By Zack Quaintance — Well folks, it happened. Die landed an issue that knocked me out, blew me away, floored me, thrilled me, you name it. Whatever cliche you want to go with for being impressed, that’s how I felt about Die #4. That’s not to say I didn’t like the previous issues. Hell, I gave very high marks to both Die #1 and Die #2, going so far as to write full reviews about them (which is something I generally only do for debut issues, prominent Big 2 titles, and creator-owned books I really like). In addition, the book is basically always one of our 5 Top Comics to Buy selections, and Die #1 was one of our best new comics the month it debuted.
So yes, I like Die quite a bit. I liked the dark tone it struck from the start, a tone I’ve long thought has been lacking from the wave of popcorn nostalgia-driven lookbacks at role playing games from the ‘80s. I liked how the real villain of this story seemed likely to become the lives we lived after being teens as well as the lessons we didn’t learn, and I loved how the book harkened back to Tolkien with its third issue, portraying the horrors of WWI he is likely to have experienced en route to creating this whole damn genre.
So, with all that praise heaped upon it, how then did Die #4 exceed my expectations even further to knock me out, floor me, thrill me...again, pick your cliche? This is maybe a cardinal sin as a reviewer, but I’m going to have to say I’m not quite sure. My best theory, however, is that through the first three issues, I become much more familiar with the backstories and desires of the lead characters, enough that in this issue when we get complicated stories for basically all of them, I found myself as thoroughly invested as I do in much longer running creator-owned books like Monstress, Saga, or Die writer Kieron Gillen’s The Wicked + The Divine.
My other theory is that the creators themselves become more comfortable with the world, premise, and characters here, so much so that they were able to shift in this fourth issue to another gear. I certainly think Stephanie Hans’ stunning artwork achieves of level of clarity in this issue among the top tier of graphic sequential storytelling being done right now. Hans leaves us with a number of incredibly memorable visuals, starting at the very beginning with what is so far the book’s best cover. From there the list expands rapildy, with my personal favorite artwork including the establishing shot of the glass city, the characters being celebrated in its streets, wounded Isabelle in conversation with deities in the temple, the stories within the stories, and the list goes on. The year is young, but I think this issue is so far its most gorgeous fantasy book (although, I suppose Isola #6 may take issue with that).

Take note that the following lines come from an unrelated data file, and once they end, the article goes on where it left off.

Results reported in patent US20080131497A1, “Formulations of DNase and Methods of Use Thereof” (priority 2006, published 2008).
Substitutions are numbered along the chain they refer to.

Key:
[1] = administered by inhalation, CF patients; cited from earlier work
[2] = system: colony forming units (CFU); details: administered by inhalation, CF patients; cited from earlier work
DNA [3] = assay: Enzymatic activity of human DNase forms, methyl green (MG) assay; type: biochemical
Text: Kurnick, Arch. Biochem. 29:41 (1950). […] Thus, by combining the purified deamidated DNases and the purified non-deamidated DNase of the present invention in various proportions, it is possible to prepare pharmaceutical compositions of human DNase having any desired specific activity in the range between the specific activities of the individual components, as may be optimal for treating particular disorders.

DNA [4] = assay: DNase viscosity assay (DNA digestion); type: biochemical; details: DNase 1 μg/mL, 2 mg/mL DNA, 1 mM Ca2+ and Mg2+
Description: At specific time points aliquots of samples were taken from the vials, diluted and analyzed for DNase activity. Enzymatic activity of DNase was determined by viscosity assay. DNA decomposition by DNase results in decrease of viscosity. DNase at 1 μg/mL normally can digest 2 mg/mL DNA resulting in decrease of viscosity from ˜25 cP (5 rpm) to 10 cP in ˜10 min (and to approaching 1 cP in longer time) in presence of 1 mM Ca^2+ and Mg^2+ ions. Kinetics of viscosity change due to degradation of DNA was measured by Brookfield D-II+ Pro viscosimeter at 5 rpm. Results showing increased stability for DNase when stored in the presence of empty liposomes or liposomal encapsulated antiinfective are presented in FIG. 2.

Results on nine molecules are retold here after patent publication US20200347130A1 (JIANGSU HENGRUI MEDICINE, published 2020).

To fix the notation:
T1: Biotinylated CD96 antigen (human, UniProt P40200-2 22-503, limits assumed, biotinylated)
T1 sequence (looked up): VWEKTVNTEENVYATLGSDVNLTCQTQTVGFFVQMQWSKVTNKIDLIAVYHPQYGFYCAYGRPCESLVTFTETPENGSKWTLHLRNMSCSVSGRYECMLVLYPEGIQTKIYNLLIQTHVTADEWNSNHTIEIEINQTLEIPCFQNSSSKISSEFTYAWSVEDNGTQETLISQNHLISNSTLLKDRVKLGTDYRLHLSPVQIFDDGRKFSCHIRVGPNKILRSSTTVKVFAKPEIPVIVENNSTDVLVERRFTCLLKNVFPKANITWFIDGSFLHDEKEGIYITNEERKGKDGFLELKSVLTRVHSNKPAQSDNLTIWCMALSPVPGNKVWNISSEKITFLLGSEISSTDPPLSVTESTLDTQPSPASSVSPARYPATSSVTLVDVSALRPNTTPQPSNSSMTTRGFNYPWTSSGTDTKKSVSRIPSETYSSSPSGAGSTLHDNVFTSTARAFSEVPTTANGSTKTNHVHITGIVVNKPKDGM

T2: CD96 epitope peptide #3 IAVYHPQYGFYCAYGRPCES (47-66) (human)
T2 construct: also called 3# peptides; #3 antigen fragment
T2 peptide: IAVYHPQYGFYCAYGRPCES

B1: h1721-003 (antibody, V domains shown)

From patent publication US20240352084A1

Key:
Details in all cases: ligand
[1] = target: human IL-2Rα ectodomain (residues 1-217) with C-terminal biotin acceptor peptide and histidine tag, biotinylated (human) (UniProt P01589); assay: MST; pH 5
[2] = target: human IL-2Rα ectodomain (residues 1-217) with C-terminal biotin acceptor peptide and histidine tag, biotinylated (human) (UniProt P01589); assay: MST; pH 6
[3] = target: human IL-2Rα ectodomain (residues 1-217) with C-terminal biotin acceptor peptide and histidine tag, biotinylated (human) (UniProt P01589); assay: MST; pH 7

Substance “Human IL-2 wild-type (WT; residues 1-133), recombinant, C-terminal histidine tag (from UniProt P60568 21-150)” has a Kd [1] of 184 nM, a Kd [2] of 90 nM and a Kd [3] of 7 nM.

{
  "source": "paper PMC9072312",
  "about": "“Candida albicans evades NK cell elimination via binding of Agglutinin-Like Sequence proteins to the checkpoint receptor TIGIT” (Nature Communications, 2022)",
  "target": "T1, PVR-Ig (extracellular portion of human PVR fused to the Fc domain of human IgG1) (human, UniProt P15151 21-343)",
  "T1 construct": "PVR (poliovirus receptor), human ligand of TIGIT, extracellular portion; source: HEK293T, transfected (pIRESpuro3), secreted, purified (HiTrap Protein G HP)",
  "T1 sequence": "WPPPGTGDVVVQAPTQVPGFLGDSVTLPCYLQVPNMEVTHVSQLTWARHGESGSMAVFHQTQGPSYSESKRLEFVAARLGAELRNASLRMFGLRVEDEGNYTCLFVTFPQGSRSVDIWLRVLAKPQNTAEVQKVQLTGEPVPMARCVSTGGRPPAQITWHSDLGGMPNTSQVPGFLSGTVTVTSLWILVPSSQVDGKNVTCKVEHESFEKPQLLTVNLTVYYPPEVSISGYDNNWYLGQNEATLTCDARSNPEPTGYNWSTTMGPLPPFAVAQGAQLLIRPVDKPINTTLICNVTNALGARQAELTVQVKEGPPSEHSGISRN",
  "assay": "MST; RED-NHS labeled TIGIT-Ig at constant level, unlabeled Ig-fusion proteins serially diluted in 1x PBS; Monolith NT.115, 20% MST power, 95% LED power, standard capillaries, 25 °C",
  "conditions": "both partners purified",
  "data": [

As far as the story, Die #4 is the type of comic that’s told so well it seems like it must have been easy to write, like it all came together by some divine magic into one complete whole. This is a massive feat with an ensemble cast, one that the aforementioned best issues of Wic + Div have accomplished as have some of the best story arcs of B.P.R.D. Those are classic comics, to be sure, and if Die continues to put out out issues like this in the coming years, it will be right in the conversation with them.
Overall: Die #4 is a high-mark for a young series that has classic written all over it. This is the best type of new comic, one that tells a long story comprised of several disparate and wholly memorable chapters. Make space up there with Saga and Monstress, Die is quickly becoming one of Image’s best. 9.6/10
Writer: Kieron Gillen
Artist: Stephanie Hans
Letterer: Clayton Cowles
Publisher: Image Comics
For more comic book reviews, check out our review archives.
Zack Quaintance is a tech reporter by day and freelance writer by night/weekend. He Tweets compulsively about storytelling and comics as BatmansBookcase.